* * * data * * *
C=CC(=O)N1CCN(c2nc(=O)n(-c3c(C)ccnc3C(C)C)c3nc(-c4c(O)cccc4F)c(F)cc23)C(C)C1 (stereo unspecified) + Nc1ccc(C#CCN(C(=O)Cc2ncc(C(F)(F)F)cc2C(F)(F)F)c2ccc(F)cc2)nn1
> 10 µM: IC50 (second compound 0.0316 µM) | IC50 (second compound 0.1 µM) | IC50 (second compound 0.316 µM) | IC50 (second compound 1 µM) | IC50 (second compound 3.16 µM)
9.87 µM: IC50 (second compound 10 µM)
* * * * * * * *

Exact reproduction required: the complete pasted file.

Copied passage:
C=CC(=O)N1CCN(c2nc(=O)n(-c3c(C)ccnc3C(C)C)c3nc(-c4c(O)cccc4F)c(F)cc23)C(C)C1 (stereo unspecified) + Nc1ccc(C#CCN(C(=O)Cc2ncc(C(F)(F)F)cc2C(F)(F)F)c2ccc(F)cc2)nn1
> 10 µM: IC50 (second compound 0.0316 µM) | IC50 (second compound 0.1 µM) | IC50 (second compound 0.316 µM) | IC50 (second compound 1 µM) | IC50 (second compound 3.16 µM)
9.87 µM: IC50 (second compound 10 µM)